The above information therefore indicates that Samuel Starr can be recognised as the man who established The Crown as one of Beeston’s pubs. He had been brewing beer on the premises since at least 1841. As a ‘common brewer’ he would have sold his beer to anyone wishing to purchase it for consumption at home. Whether any of the other established pubs in Beeston also purchased it for sale on their own premises is not known. Then, in about the mid 1840s, he also started selling it for consumption on his own premises. This would have been made easy due to the passing of the 1830 Beerhouse Act.

The 1830 Beerhouse Act - This act was passed primarily in an attempt to 'reduce public drunkenness'. It introduced a new lower tier of premises licensed to sell alcohol, known as Beer Houses. At that time beer was regarded as harmless, nutritious and even healthy, certainly safer than the local water which was often unfit to drink. Even young children were given what was known as ‘small beer,’ brewed with a low alcohol content. Under this Act, any householder who paid rates could apply, with a one-off payment of two guineas (£2.10p), to sell beer or cider in his home, often from one room, and even brew his own beer. However, the sale of spirits and fortified wines was not permitted in a beer house, and only established Inns were allowed to sell these. The Act led to an explosion of new licensed premises throughout the country, and within eight years over 46,000 had been opened. It is likely, then, that Samuel Starr took advantage of this Act to begin brewing beer as a commercial venture, and then later to open his house as a pub.

Crown Yard There are earlier records which refer to pubs in Beeston. All Inns had to be licensed, and the Nottinghamshire Archives Office houses the existing licence details for Nottinghamshire for the years 1810 to 1827. These give details of the annual licence granted to each Inn, showing the name of the licensee. These records identify four established pubs, The White Lion, The Three Horseshoes, The Greyhound and The Durham Ox. Significantly, these records contain no reference to the Crown or to Samuel Starr. This gives further support to the theory that The Crown was a result of the 1830 Beerhouse Act.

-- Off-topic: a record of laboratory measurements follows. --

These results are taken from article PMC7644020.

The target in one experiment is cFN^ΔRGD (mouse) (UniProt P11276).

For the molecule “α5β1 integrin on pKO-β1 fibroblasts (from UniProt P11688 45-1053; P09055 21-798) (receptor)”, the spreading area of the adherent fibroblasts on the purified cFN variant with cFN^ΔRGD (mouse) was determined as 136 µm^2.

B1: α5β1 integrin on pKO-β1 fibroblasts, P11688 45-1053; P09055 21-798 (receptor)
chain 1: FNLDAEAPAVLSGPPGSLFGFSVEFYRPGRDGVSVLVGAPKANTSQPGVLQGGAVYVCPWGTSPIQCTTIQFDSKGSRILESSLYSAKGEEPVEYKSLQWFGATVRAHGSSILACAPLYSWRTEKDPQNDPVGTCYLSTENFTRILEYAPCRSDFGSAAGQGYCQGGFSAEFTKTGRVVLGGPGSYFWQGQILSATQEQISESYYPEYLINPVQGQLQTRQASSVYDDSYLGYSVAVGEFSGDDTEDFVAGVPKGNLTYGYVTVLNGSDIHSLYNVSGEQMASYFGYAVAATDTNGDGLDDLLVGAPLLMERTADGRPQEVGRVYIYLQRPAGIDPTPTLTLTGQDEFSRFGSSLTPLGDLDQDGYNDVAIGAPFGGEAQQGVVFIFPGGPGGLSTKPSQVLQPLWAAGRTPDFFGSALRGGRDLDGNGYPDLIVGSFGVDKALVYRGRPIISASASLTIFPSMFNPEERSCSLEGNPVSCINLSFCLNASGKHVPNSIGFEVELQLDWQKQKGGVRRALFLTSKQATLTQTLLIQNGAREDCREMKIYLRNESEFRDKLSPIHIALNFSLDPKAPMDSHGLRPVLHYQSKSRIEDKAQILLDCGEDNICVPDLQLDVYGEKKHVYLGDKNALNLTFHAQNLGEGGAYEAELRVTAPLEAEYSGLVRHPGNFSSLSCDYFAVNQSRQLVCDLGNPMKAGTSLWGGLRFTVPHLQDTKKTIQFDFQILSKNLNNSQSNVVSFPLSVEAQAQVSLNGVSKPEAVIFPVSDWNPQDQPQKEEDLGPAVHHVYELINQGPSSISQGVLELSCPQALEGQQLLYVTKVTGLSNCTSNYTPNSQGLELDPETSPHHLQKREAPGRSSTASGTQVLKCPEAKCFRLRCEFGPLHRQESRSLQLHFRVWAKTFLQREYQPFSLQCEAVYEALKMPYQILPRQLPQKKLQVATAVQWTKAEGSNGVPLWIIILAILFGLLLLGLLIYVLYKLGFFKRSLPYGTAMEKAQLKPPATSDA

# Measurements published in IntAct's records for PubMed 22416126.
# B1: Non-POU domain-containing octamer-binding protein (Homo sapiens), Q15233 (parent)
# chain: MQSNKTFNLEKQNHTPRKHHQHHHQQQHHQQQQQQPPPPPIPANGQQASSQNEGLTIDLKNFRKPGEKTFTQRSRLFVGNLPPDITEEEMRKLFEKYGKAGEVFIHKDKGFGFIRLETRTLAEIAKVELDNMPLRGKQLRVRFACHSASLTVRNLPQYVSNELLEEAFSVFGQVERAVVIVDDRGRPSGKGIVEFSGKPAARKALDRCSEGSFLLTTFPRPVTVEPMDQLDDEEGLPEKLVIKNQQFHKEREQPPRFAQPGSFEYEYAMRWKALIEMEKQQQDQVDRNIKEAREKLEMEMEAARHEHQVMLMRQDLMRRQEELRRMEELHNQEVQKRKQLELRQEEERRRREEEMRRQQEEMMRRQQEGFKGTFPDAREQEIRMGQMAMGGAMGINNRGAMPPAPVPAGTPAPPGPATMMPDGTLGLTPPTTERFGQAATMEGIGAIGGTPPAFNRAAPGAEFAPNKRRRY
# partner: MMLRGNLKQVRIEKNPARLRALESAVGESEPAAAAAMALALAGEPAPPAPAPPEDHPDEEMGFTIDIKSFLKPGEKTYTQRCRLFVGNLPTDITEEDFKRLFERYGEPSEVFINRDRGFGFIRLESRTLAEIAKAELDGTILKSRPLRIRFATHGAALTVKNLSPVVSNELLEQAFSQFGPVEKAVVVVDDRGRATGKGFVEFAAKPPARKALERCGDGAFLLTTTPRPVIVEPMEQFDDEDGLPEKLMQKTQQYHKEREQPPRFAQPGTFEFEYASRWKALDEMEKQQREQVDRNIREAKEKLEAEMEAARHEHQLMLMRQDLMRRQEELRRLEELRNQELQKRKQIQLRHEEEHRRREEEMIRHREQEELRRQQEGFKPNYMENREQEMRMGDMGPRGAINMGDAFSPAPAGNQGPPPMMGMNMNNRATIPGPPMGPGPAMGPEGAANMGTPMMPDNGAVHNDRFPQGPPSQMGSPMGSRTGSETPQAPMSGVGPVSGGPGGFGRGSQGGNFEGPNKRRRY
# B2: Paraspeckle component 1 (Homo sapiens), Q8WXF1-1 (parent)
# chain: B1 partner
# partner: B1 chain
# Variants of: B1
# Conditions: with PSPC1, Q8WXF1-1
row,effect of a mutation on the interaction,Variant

To summarise, the Crown was certainly a beerhouse by 1844, and possibly a few years earlier, although definite evidence for this has not yet been found.

Was The Crown a Coaching Inn ? - It has been suggested that the Crown was an old coaching inn, but there is no evidence to support this supposition. The suggestion was probably based on the fact that there used to be a vehicular entrance off Church Street leading to the rear of the premises. The photograph on the left shows the view from the yard, looking through the arch. This was in use until May 1977 when work commenced on building the lounge, blocking this entrance, leaving just an outline of its location. However, although it was possible to drive a car through this gateway, it was never large enough for a typical stagecoach to pass through. Additionally, the era of the stage coach rapidly came to an end as the railways were built. Beeston Station opened in 1839, so that any stage coaches serving Beeston would have ceased soon after this. Indeed, there is little, if any, evidence of any pub in Beeston having been a coaching Inn.

This account of the history of the Crown, has been kindly provided by Alan Dance.
It first appeared in a 'Beeston Echoes', the magazine of Beeston & District Local History Society.


This page is still under construction
We expect it to be completed in due course

Details of Individual Beeston Pubs: B - C   D - J   M - Q   R - S   T - W

Click Here to Return to the Top of This Page